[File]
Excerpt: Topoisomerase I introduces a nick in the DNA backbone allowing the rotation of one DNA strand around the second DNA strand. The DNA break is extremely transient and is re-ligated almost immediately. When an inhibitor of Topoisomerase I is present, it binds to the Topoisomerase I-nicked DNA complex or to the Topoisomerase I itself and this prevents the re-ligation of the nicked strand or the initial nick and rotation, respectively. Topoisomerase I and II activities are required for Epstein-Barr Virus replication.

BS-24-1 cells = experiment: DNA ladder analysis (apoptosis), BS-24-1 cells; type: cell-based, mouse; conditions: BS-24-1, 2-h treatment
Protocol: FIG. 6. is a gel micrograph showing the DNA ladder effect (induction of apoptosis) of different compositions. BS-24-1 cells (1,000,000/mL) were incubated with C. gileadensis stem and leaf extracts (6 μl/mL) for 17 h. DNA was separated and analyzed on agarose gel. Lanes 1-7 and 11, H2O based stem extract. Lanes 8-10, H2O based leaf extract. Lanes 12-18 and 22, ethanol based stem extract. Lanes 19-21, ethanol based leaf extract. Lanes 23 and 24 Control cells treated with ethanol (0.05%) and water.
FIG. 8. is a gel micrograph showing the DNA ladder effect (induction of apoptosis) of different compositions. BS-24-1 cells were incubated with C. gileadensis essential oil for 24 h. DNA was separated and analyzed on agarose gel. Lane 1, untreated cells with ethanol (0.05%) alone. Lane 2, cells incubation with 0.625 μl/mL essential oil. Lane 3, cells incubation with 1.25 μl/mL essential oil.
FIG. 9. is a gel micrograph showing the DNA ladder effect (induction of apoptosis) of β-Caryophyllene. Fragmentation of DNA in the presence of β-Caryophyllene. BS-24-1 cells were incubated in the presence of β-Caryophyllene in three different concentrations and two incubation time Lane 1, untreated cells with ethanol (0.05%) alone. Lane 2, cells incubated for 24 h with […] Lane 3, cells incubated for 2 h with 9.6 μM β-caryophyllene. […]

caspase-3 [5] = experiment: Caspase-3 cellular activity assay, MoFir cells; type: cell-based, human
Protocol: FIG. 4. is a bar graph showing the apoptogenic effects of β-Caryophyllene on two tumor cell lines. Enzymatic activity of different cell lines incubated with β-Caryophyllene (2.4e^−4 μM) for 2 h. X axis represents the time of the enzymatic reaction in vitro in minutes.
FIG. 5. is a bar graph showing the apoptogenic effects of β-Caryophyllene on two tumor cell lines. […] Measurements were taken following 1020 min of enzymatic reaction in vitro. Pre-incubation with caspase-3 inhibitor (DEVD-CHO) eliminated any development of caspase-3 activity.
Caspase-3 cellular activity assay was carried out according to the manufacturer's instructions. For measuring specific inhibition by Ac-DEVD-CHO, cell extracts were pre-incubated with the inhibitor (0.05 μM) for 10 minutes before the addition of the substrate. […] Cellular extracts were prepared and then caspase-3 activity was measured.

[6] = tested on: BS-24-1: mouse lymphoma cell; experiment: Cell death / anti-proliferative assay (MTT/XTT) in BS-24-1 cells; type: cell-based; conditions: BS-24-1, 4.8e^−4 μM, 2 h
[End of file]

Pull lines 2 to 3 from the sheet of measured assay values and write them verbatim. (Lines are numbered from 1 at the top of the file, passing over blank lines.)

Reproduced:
BS-24-1 cells = experiment: DNA ladder analysis (apoptosis), BS-24-1 cells; type: cell-based, mouse; conditions: BS-24-1, 2-h treatment
Protocol: FIG. 6. is a gel micrograph showing the DNA ladder effect (induction of apoptosis) of different compositions. BS-24-1 cells (1,000,000/mL) were incubated with C. gileadensis stem and leaf extracts (6 μl/mL) for 17 h. DNA was separated and analyzed on agarose gel. Lanes 1-7 and 11, H2O based stem extract. Lanes 8-10, H2O based leaf extract. Lanes 12-18 and 22, ethanol based stem extract. Lanes 19-21, ethanol based leaf extract. Lanes 23 and 24 Control cells treated with ethanol (0.05%) and water.